Merck & Co gives epigenetics a boost

Not only is Merck & Co’s $110m buyout of OncoEthix a rewarding exit for the private Swiss company’s backers, it also broadly endorses epigenetics – an anticancer approach that has so far failed to live up to its initial promise.

OncoEthix, basically a one-project bet on bromodomain inhibition for treating haematological and solid tumours, is not alone in this space. GlaxoSmithKline and Roche pose formidable competition, and the Merck deal could throw the spotlight on other small players like Constellation Pharmaceuticals, Tensha Therapeutics and 4SC.

Of course, competition is no longer much of a concern to Index Ventures, SV Life Sciences, Endeavour Vision and Edmond de Rothschild, which had pumped $30m into OncoEthix since its formation just five years ago. In addition to the $110m purchase fee they could make $265m from Merck if future milestones are met.

Yesterday’s takeout was likely triggered by the presentation at April’s AACR meeting of phase I data backing the mechanism behind OncoEthix’s sole clinical asset, OTX015. The data showed good tolerability, and set the stage for single-agent phase I/II studies in glioblastoma and combo trials in acute myeloid leukaemia, which are set to start dosing imminently.

OTX015 is a small molecule that inhibits the binding of BET bromodomain proteins 2, 3 and 4 to acetylated histones – the structures around which DNA is wound in a cell’s nucleus. This binding is thought to downregulate Myc transcription, switching off Myc-dependent target genes.

OncoEthix thus has a clear focus on epigenetics, which can be defined as the study of molecular mechanisms that influence gene expression. The thinking is that small molecules, which are cheap to manufacture and easy to administer, might directly influence the way particular genes are expressed (Early success with novel leukaemia drug points to epigenetic progress, October 7, 2011).

No stranger

Merck is no stranger here, having developed Zolinza, an inhibitor of histone deacetylase (HDAC), an enzyme that affects the tightness with which DNA is wrapped around histones.

However, Zolinza has failed to make an impression in its approved indication, non-Hodgkin’s lymphoma. Beleodaq, a Spectrum Pharmaceuticals HDAC inhibitor approved this year, is not expected to become a big seller either.

Thus, while HDAC inhibition might not now provide the leap forward, for epigenetics in general Merck’s endorsement of OncoEthix keeps hopes alive.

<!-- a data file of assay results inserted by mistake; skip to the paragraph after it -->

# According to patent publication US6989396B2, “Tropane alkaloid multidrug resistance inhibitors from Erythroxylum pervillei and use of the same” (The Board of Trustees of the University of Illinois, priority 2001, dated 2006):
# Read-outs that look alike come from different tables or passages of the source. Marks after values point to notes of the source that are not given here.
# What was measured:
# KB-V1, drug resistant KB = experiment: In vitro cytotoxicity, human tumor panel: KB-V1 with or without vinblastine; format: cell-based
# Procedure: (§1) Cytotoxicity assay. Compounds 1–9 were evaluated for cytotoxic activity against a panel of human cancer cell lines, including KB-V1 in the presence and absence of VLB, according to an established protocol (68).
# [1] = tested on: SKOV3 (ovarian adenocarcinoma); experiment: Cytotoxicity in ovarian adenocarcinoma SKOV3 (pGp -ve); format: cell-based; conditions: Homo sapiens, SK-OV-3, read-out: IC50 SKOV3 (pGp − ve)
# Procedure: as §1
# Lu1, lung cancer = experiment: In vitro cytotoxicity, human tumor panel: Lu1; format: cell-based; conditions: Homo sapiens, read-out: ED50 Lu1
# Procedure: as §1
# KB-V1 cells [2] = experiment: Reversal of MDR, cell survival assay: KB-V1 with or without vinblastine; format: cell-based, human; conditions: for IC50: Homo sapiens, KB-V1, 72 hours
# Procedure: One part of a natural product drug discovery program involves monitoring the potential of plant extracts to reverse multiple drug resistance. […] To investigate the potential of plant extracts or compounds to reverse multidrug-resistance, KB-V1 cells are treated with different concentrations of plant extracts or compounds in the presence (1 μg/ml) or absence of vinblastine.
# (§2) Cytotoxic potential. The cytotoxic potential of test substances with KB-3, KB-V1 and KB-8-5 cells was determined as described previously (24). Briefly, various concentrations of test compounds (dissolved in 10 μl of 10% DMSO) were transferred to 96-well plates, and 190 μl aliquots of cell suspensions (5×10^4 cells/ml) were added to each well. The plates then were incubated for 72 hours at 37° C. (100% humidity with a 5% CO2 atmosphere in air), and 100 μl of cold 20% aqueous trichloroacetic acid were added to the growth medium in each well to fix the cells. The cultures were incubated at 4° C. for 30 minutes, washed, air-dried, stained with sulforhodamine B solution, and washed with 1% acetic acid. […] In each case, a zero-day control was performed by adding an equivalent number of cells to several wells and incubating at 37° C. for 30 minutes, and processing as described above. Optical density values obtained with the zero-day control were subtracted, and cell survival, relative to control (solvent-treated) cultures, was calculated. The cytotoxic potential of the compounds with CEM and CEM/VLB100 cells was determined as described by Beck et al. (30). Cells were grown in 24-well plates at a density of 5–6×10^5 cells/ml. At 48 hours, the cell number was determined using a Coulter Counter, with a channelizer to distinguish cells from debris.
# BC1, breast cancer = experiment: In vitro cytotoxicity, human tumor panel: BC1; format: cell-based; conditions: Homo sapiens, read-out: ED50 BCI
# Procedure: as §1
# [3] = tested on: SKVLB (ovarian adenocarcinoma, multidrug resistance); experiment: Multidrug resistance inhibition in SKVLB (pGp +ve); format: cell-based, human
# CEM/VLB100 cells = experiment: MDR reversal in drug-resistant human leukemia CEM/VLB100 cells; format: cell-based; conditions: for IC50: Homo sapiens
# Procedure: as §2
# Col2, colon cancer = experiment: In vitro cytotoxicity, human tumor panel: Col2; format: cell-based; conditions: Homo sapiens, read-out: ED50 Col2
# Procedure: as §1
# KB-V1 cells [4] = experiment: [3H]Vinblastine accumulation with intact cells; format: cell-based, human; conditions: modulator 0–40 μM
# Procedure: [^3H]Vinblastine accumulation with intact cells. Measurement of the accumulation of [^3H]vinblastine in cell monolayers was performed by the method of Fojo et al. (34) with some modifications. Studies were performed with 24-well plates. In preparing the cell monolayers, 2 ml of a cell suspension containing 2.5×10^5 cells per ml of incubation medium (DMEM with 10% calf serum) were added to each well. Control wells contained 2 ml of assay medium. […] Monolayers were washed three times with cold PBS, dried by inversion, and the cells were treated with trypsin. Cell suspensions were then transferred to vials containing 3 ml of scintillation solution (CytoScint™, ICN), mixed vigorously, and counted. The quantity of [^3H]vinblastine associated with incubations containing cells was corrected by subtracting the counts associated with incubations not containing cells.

A related approach to affecting gene expression involves the inhibition of histone methyltransferases like DOT1L and EZH2, and is being pursued by Epizyme, Eisai and GlaxoSmithKline.

The UK firm already has one of industry’s most advanced bromodomain inhibitors, GSK525762, and is thus an important epigenetics player. Closely behind it is Roche, which has an option over CPI-0610, a phase I project belonging to the private firm Constellation.

Selected bromodomain protein inhibitors in oncology
Project Company Trial ID
Phase I
GSK525762 GlaxoSmithKline NCT01587703 NCT01943851
OTX015 OncoEthix/Mitsubishi Tanabe NCT02303782 NCT02296476
CPI-0610 Roche/Constellation NCT02158858 NCT02157636
TEN-010 Tensha Therapeutics NCT01987362 NCT02308761
Bet Bromodomain inhibitors Orion/Dr Reddy's
Bromodomain Inhibitor Research Project Medivation/OncoFusion Therapeutics
ZEN-3365 Zenith Epigenetics
4SC/Crelux Epigenetic Cancer Project 4SC
KM601 Kainos Medicine

Another private US biotech, Tensha, recently started a phase I study of TEN-010 in acute myeloid leukaemia and myelodysplastic syndromes. Germany’s 4SC, meanwhile, has done early work on bromodomain proteins, and its lead project is resminostat, a phase II HDAC inhibitor.

Canada’s Resverlogix appears to be focusing on non-oncology applications of bromodomain inhibition, and in 2013 it spun out a preclinical oncology project, ZEN-3365, into Zenith Epigenetics, a Canadian biotech.

And Merck is not the only large player to have signalled continued interest in the bromodomain approach this year; back in April Medivation struck a joint research collaboration with OncoFusion Therapeutics covering compounds targeting these proteins.

It must be stressed that all this work is early, and much remains to be proved about the applicability of epigenetics as a realistic therapeutic approach; for one thing, the downregulation of genes that affect other cellular functions leaves significant potential for off-target effects.

That said, backers of Tensha, Constellation and OncoFusion will take heart in the fact that Merck and others are still prepared to give it a shot.

To contact the writer of this story email Jacob Plieth in London at [email protected] or follow @JacobEPVantage on Twitter

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